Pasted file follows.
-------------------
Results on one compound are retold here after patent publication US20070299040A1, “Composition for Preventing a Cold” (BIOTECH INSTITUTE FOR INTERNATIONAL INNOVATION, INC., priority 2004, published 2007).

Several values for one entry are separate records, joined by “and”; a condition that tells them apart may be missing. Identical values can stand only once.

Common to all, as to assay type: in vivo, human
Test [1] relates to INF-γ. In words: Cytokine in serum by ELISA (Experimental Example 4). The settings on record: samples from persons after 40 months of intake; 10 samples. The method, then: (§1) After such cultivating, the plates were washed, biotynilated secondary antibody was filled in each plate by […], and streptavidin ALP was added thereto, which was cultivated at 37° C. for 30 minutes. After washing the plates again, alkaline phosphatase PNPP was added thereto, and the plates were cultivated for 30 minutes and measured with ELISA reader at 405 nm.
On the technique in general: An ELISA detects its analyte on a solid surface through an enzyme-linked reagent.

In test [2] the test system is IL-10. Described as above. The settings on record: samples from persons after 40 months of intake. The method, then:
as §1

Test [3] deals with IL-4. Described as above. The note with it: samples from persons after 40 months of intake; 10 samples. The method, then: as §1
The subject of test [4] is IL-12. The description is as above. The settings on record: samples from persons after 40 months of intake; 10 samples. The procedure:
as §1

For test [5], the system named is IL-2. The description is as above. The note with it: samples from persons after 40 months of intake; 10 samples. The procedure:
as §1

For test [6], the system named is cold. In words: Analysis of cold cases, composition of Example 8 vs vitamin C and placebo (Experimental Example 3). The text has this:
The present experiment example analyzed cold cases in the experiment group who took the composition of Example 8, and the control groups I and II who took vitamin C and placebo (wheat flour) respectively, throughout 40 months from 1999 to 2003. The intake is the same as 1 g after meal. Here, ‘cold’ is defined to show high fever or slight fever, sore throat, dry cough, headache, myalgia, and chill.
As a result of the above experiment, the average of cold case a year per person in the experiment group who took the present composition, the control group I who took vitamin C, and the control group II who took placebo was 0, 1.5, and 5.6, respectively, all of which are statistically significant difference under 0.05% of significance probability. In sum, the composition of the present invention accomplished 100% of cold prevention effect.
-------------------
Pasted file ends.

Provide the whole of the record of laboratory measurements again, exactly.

Results on one compound are retold here after patent publication US20070299040A1, “Composition for Preventing a Cold” (BIOTECH INSTITUTE FOR INTERNATIONAL INNOVATION, INC., priority 2004, published 2007).

Several values for one entry are separate records, joined by “and”; a condition that tells them apart may be missing. Identical values can stand only once.

Common to all, as to assay type: in vivo, human
Test [1] relates to INF-γ. In words: Cytokine in serum by ELISA (Experimental Example 4). The settings on record: samples from persons after 40 months of intake; 10 samples. The method, then: (§1) After such cultivating, the plates were washed, biotynilated secondary antibody was filled in each plate by […], and streptavidin ALP was added thereto, which was cultivated at 37° C. for 30 minutes. After washing the plates again, alkaline phosphatase PNPP was added thereto, and the plates were cultivated for 30 minutes and measured with ELISA reader at 405 nm.
On the technique in general: An ELISA detects its analyte on a solid surface through an enzyme-linked reagent.

In test [2] the test system is IL-10. Described as above. The settings on record: samples from persons after 40 months of intake. The method, then:
as §1

Test [3] deals with IL-4. Described as above. The note with it: samples from persons after 40 months of intake; 10 samples. The method, then: as §1
The subject of test [4] is IL-12. The description is as above. The settings on record: samples from persons after 40 months of intake; 10 samples. The procedure:
as §1

For test [5], the system named is IL-2. The description is as above. The note with it: samples from persons after 40 months of intake; 10 samples. The procedure:
as §1

For test [6], the system named is cold. In words: Analysis of cold cases, composition of Example 8 vs vitamin C and placebo (Experimental Example 3). The text has this:
The present experiment example analyzed cold cases in the experiment group who took the composition of Example 8, and the control groups I and II who took vitamin C and placebo (wheat flour) respectively, throughout 40 months from 1999 to 2003. The intake is the same as 1 g after meal. Here, ‘cold’ is defined to show high fever or slight fever, sore throat, dry cough, headache, myalgia, and chill.
As a result of the above experiment, the average of cold case a year per person in the experiment group who took the present composition, the control group I who took vitamin C, and the control group II who took placebo was 0, 1.5, and 5.6, respectively, all of which are statistically significant difference under 0.05% of significance probability. In sum, the composition of the present invention accomplished 100% of cold prevention effect.